Time/Interval

FIGURE 3.3 Response rate increased later into the interval for intermeal intervals near the circadian range (unfilled symbols) relative to intervals outside this range (filled symbols); dashed lines indicate width of response rate functions. Anticipatory responses increase immediately prior to the meal for all intermeal intervals except 34 h. Each 45-mg food pellet was contingent on a photobeam break after a variable interval during 3-h meals. Intermeal intervals were tested in separate groups of rats (n = 3 to 5 per group). The end of the meal corresponds to 1 on the x-axis. Testing was conducted in constant darkness. (From Crystal, J.D., J. Exp. Psychol. Anim. Behav. Process., 27, 68-78, 2001a. Copyright © 2001 by the American Psychological Association. Reprinted with permission.)

Time/Interval

FIGURE 3.3 Response rate increased later into the interval for intermeal intervals near the circadian range (unfilled symbols) relative to intervals outside this range (filled symbols); dashed lines indicate width of response rate functions. Anticipatory responses increase immediately prior to the meal for all intermeal intervals except 34 h. Each 45-mg food pellet was contingent on a photobeam break after a variable interval during 3-h meals. Intermeal intervals were tested in separate groups of rats (n = 3 to 5 per group). The end of the meal corresponds to 1 on the x-axis. Testing was conducted in constant darkness. (From Crystal, J.D., J. Exp. Psychol. Anim. Behav. Process., 27, 68-78, 2001a. Copyright © 2001 by the American Psychological Association. Reprinted with permission.)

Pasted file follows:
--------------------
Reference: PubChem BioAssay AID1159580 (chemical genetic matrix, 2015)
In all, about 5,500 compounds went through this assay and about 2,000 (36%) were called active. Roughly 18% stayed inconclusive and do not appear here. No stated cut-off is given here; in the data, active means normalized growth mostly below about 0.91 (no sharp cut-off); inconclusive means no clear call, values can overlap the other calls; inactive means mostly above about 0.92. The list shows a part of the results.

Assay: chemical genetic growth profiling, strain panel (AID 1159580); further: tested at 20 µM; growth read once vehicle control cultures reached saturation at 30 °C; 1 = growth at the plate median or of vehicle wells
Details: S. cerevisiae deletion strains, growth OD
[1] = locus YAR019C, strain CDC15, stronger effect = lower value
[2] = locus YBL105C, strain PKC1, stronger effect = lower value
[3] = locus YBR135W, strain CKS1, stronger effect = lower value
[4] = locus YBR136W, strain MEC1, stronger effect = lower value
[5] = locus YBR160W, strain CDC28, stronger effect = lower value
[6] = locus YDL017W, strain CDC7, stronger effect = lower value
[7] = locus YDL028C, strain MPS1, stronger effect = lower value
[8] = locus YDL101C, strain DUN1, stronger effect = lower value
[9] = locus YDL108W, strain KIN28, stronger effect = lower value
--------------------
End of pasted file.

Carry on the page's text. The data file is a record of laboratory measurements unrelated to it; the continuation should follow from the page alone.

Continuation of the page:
sensitivity to time near 24 h (Crystal, 2001a). These data are consistent with the hypothesis that a function of an oscillator is improved sensitivity to time.

It is generally accepted that food-anticipatory activity to a daily meal develops only when the interval between successive meals is near 24 h. The limited range of food entrainment has been estimated to be between 22 and 31 h (Aschoff et al., 1983; Boulos et al., 1980; Mistlberger and Marchant, 1995; Stephan, 1981; Stephan et al., 1979a, 1979b; White and Timberlake, 1999) and between 22.17 and 26.67 h (Madrid et al., 1998). It is noteworthy that the animals in the study described above anticipated the 14-h intermeal interval. For additional evidence of timing the 14-h interval, see Figure 3.5, which plots anticipation functions from individual rats (right panel) and activity records (left and center panels). Although it is generally accepted that animals cannot anticipate intermeal intervals outside a limited range near 24 h, this conclusion is based on a relatively limited data set. When these data are reex-amined, there is evidence for timing long intermeal intervals that are substantially

0 0

Post a comment